After 17 years in politics, four-time MP Pareena Kraikupt from the ruling Palang Pracharath Party has been dealt a political death blow by the Supreme Court’s Criminal Division for Political Office Holders. Last Thursday, she was stripped of her MP status and banned for life from running for political office.
The sentence came after the court found her guilty of severe ethical misconduct for encroaching on over 1,700 rai of state land in her home province of Ratchaburi.
Her offense was ruled a conflict of interest and damaging to MPs’ integrity — together considered ethical violations as per the Constitution.
Unlikely support from enemy
The outspoken Pareena, 45, described the court verdict as a “political death sentence” and urged her supporters to “meet again soon outside Parliament”.
Meanwhile, the conservative politician found unlikely backing from a leading figure in the anti-establishment camp. Piyabutr Saengkanokkul, a core leader of the Progressive Movement, declared the court verdict was a “gross violation” of Pareena’s basic rights.
Politicians accused of ethical violations should be judged by Parliament, not by a court, the onetime secretary-general of the now-defunct Future Forward Party argued. He said the Constitution had transgressed in allowing the judiciary to trespass on legislative affairs.
More legal troubles ahead
In addition to her lifetime ban from politics, Pareena also faces a criminal charge of encroaching on large forest-reserve areas — an offense that carries a penalty of up to two years in prison and a maximum fine of 2 million baht.
She is also accused of filing a false report with the National Anti-Corruption Commission (NACC) for listing state land among her personal assets — an offense that carries a maximum of six months in jail and a 10,000-baht fine, plus removal of electoral rights for up to 10 years.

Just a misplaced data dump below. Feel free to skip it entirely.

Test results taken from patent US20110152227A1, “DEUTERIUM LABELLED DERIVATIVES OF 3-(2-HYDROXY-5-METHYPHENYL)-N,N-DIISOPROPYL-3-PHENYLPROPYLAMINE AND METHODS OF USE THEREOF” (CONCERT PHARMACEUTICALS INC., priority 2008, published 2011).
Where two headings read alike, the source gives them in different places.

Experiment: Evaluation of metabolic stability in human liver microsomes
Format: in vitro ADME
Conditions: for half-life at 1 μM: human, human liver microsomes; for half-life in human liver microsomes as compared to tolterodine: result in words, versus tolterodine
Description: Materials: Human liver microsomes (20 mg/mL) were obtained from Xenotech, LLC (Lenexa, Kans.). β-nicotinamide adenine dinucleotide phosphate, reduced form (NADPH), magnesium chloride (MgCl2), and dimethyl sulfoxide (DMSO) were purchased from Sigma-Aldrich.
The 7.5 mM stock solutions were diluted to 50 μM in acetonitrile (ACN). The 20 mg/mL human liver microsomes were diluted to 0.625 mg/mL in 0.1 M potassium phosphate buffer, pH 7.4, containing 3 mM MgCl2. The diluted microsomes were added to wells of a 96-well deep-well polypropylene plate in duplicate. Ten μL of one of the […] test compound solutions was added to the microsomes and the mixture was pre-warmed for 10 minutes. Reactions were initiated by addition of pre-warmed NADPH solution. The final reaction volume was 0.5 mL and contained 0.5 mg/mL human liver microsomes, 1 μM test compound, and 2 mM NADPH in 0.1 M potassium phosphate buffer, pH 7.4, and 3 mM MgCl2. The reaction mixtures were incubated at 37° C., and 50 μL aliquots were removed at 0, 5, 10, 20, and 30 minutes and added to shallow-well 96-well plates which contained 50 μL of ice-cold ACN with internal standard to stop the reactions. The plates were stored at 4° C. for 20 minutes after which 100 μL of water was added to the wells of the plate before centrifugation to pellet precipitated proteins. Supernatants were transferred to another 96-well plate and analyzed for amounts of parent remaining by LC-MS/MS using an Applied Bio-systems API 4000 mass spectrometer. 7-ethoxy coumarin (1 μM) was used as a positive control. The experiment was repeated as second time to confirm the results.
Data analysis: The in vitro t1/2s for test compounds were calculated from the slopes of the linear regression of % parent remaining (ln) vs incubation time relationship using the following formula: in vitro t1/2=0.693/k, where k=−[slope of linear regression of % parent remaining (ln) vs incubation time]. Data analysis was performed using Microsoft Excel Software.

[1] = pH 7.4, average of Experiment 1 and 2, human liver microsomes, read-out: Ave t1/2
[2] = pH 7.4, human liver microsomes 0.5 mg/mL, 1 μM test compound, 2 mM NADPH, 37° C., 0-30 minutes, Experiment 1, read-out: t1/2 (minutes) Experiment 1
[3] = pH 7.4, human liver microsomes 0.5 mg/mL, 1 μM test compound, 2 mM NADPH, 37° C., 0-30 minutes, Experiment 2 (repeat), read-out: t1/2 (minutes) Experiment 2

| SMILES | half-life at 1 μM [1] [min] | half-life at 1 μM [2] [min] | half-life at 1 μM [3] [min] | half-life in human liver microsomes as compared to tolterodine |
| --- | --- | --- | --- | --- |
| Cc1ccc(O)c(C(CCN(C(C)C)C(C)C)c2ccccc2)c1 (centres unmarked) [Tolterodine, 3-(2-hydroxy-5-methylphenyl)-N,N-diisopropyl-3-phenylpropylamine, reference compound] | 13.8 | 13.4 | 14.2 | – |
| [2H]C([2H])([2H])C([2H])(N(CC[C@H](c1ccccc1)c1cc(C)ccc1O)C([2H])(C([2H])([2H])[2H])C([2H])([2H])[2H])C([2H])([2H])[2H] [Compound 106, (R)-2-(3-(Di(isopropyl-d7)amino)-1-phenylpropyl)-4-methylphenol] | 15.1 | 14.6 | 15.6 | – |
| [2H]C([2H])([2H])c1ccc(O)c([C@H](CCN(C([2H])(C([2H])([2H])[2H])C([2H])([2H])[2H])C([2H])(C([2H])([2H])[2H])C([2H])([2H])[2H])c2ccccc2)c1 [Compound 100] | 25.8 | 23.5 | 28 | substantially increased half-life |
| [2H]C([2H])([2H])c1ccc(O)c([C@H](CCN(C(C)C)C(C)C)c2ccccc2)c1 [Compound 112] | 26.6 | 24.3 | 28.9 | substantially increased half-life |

However, the NACC was convinced that Pareena made an honest mistake in declaring the state land as assets, secretary-general Niwatchai Kasemmongkol said on Monday.
Calling for equal treatment
Pareena refused to be cowed by the verdict, declaring that her case should set a precedent for punishing other politicians and senior bureaucrats who encroach on state land.
She urged the NACC to speed up its more than two-year investigation of other parliamentarians accused of illegal land ownership, noting that unlike in her case, no legal action has been taken against any of them.
The Supreme Court’s verdict against her made it clear that ownership of state land by politicians is deemed a gross ethical violation, Pareena said in a Facebook post on Sunday.
A veteran political heiress
Pareena is heir to the political dynasty founded by her father, Thawee Kraikupt, a seven-time MP from Ratchaburi province who retired from politics in 2001 after a humbling election defeat.
She replaced her father as a Thai Rak Thai Party candidate in the following general election, in 2005, and was elected for the first time as an MP for her home province. She was re-elected in the three consecutive elections — running for Chart Thai Party in 2007, for Chartthaipattana in 2011, and for Palang Pracharath in 2019.
In Parliament, Pareena gained a reputation for ferocity, with a seemingly fearless temperament for stirring up trouble or criticism. She clashed in public and online with many opposition politicians and government critics, including Piyabutr.
During parliamentary meetings, she frequently stood up against verbal attacks on her ruling party and key government figures. And she just as frequently counterattacked on issues that threatened the popularity of the current administration.
Born on May 19, 1976, in Ratchaburi, Pareena studied overseas from a young age, obtaining her bachelor’s and master’s degrees in the United States.
In 2001, she won the Miss Congeniality title at the Miss Thailand beauty pageant.
A divorcee and single mother, she receives 250,000 baht every month in child support from her ex-husband – billionaire and senator Upakit Pachariyangkun. Her latest asset declaration showed Pareena was worth more than 100 million baht.
Source: Thai Public Broadcasting Service